WSU Cougar Head Logo Washington State University
WSU Insider
News and Information for Faculty, Staff, and the WSU Community

Regents OK health plan, hear about WSU North Puget Sound

By Kathy Barnard, University Communications

EVERETT, Wash. – Washington State University will appoint an interim chancellor to lead transition of leadership responsibilities at what will become WSU North Puget Sound at Everett, according to WSU President Elson S. Floyd.

Floyd told the WSU Board of Regents at its meeting here this morning that he hopes to have an interim chancellor on board by April 15. Paul Pitre, campus dean at Everett, will continue to lead academic programming.

“Hiring an interim chancellor rounds out the leadership team in Everett to ensure that the transition of responsibilities is smooth and complete,” Floyd said. “It also will allow Dr. Pitre to focus on the fine work he is doing in the academic arena here.”

WSU assumes management responsibilities for the current University Center North Puget Sound on July 1.

“As you can imagine for me, a longtime Everett resident, this is quite interesting and thrilling,” said Connie Niva, board chair.

In a presentation to the regents, Pitre said the institution is prepared and poised to make the transition. He outlined WSU’s progress on a number of fronts at the center, including information technology, marketing and branding and increasing academic programming.

Jennifer Johnson Hernandez, a junior in engineering at University Center, praised WSU for bringing new engineering courses to Everett.

“I live in Marysville and I am very happy WSU is offering mechanical engineering because to go to Pullman, or any other city for that matter, would not be possible for me,” she said.

Student Gabriel Valea of Everett agreed.

“As a first-generation college student, I can tell you that having a program close to home is great because we don’t have to cover the costs of going away to college,” he said. “You can save a lot by living at home, working a full-time job and still be able to go to school.

“What is happening here is innovative, and it’s great,” he said. “I think a lot of people will be willing to join and the program will expand.”

Pitre said that in addition to transitioning operations, WSU will stand up three new programs in the coming year in electrical engineering, communications and hospitality.

He said WSU has hired a project manager and programming architect for the new facility being developed at Everett. The Washington Legislature approved $10 million for first steps toward construction.

Pitre emphasized the collaboration and consultation of the University Center Coordinating and Planning Council, comprised of representatives from all of the higher education institutions at the center.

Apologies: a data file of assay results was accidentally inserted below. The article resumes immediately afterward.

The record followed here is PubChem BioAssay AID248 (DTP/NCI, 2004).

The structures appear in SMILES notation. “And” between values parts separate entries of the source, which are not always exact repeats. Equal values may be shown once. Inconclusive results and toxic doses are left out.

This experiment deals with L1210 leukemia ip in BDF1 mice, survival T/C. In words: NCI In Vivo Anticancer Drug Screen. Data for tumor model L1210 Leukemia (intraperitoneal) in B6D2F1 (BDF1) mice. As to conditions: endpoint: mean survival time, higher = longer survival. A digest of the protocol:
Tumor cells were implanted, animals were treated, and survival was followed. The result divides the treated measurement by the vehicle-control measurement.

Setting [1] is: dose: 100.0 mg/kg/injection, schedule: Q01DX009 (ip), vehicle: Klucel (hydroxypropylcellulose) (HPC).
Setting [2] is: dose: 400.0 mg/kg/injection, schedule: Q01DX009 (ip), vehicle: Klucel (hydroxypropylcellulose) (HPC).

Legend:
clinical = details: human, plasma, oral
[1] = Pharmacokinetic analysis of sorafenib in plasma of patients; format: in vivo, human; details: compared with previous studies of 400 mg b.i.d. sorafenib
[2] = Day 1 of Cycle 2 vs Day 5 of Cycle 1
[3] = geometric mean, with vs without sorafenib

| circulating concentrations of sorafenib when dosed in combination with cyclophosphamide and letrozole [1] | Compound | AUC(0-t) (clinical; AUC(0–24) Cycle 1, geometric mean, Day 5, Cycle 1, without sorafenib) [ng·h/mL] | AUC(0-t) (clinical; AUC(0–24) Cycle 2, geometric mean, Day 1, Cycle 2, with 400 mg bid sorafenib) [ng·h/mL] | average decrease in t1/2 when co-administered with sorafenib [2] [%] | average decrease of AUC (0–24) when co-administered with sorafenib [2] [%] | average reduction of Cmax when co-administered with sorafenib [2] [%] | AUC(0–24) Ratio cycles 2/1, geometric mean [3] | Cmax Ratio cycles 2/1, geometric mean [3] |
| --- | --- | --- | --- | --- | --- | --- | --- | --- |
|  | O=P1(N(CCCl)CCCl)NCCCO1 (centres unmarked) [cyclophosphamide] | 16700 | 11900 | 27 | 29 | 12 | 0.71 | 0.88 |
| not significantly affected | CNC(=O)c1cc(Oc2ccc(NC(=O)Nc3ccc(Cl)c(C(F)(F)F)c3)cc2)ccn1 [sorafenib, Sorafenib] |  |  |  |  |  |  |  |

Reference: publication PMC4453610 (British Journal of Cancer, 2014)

He said he wants to see growth, with a goal of hitting the 90-student capacity for the center by fall 2015.

In other business, the board approved:

• A series of proposals aimed at creating a new health care system for WSU students on the Pullman campus that reflects major national trends in the integrated delivery of health care services.

The plan calls for a $36 per semester increase in the academic year health fee for undergraduate students to cover the financing for a $6.9 million remodeling of the Washington Building to consolidate primary medical care and campus mental health services into a single location. Currently, Health and Wellness Services and Counseling and Testing Services are located in separate buildings.

The Counseling and Student Health Advisory Committee endorsed the proposal and fee increase.

• Extending the professional sciences master’s degree in electrical engineering to WSU’s Global Campus. Delivering the degree online will provide access to qualified, place-bound individuals statewide, nationally and internationally – including working professionals in engineering-related industries – at times convenient for them.

 

Contact:

Kathy Barnard, WSU University Communications, 509-335-8055, kbarnard@wsu.edu

Next Story

Recent News

WSU helps dog recover from mystery lung condition

It is still a mystery as to what caused abscesses to engulf the lungs of Ashely Hayes’ dog, Blaze, but he is now back in good health thanks to the care he received at WSU.

WSU ‘Q fever’ research earns $3 million in funding

Q fever naturally infects goats, sheep, and cattle. If transmitted to humans, the infection can lead to diverse clinical outcomes including flu-like symptoms, miscarriage or stillbirth in pregnant women.

UREC training helps Cougs rescue injured Grand Canyon hiker

The hiker looked like she might be taking a break from the strenuous ascent from the bottom of the Grand Canyon, but it was clear she was in trouble when WSU students Alana Duvall and Johannah Ludwig reached her.

Find More News

Subscribe for more updates